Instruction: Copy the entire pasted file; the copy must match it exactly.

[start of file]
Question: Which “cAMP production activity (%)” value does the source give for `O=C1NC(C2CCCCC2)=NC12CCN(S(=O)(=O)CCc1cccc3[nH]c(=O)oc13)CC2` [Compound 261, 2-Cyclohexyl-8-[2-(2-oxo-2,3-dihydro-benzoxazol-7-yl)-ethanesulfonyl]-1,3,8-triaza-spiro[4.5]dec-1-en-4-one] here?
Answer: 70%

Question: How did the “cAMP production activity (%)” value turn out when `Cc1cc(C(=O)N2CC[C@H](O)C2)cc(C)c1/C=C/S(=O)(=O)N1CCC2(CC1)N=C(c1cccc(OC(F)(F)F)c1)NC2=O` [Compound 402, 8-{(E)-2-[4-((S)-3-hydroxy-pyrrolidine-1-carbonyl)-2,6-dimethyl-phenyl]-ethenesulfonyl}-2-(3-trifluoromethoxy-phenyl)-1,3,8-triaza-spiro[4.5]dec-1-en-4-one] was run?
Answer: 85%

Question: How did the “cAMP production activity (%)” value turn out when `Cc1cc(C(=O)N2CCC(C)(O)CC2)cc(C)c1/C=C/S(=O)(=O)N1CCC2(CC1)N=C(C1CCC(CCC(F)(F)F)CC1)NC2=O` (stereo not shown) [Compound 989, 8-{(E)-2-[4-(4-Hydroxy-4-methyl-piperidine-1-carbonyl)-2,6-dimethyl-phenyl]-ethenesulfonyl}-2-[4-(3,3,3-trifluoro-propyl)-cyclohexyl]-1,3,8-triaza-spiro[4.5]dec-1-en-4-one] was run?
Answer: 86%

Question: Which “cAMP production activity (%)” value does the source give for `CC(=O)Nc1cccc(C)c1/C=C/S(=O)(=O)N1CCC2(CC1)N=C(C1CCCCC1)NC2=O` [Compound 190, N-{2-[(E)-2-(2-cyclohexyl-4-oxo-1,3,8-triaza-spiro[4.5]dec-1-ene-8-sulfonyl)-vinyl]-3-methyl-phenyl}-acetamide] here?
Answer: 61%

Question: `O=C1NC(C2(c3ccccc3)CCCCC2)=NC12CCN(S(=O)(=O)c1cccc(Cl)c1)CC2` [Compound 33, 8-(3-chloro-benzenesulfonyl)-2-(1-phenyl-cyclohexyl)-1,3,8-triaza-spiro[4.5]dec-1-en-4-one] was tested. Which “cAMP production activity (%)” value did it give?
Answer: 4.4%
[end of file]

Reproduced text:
Question: Which “cAMP production activity (%)” value does the source give for `O=C1NC(C2CCCCC2)=NC12CCN(S(=O)(=O)CCc1cccc3[nH]c(=O)oc13)CC2` [Compound 261, 2-Cyclohexyl-8-[2-(2-oxo-2,3-dihydro-benzoxazol-7-yl)-ethanesulfonyl]-1,3,8-triaza-spiro[4.5]dec-1-en-4-one] here?
Answer: 70%

Question: How did the “cAMP production activity (%)” value turn out when `Cc1cc(C(=O)N2CC[C@H](O)C2)cc(C)c1/C=C/S(=O)(=O)N1CCC2(CC1)N=C(c1cccc(OC(F)(F)F)c1)NC2=O` [Compound 402, 8-{(E)-2-[4-((S)-3-hydroxy-pyrrolidine-1-carbonyl)-2,6-dimethyl-phenyl]-ethenesulfonyl}-2-(3-trifluoromethoxy-phenyl)-1,3,8-triaza-spiro[4.5]dec-1-en-4-one] was run?
Answer: 85%

Question: How did the “cAMP production activity (%)” value turn out when `Cc1cc(C(=O)N2CCC(C)(O)CC2)cc(C)c1/C=C/S(=O)(=O)N1CCC2(CC1)N=C(C1CCC(CCC(F)(F)F)CC1)NC2=O` (stereo not shown) [Compound 989, 8-{(E)-2-[4-(4-Hydroxy-4-methyl-piperidine-1-carbonyl)-2,6-dimethyl-phenyl]-ethenesulfonyl}-2-[4-(3,3,3-trifluoro-propyl)-cyclohexyl]-1,3,8-triaza-spiro[4.5]dec-1-en-4-one] was run?
Answer: 86%

Question: Which “cAMP production activity (%)” value does the source give for `CC(=O)Nc1cccc(C)c1/C=C/S(=O)(=O)N1CCC2(CC1)N=C(C1CCCCC1)NC2=O` [Compound 190, N-{2-[(E)-2-(2-cyclohexyl-4-oxo-1,3,8-triaza-spiro[4.5]dec-1-ene-8-sulfonyl)-vinyl]-3-methyl-phenyl}-acetamide] here?
Answer: 61%

Question: `O=C1NC(C2(c3ccccc3)CCCCC2)=NC12CCN(S(=O)(=O)c1cccc(Cl)c1)CC2` [Compound 33, 8-(3-chloro-benzenesulfonyl)-2-(1-phenyl-cyclohexyl)-1,3,8-triaza-spiro[4.5]dec-1-en-4-one] was tested. Which “cAMP production activity (%)” value did it give?
Answer: 4.4%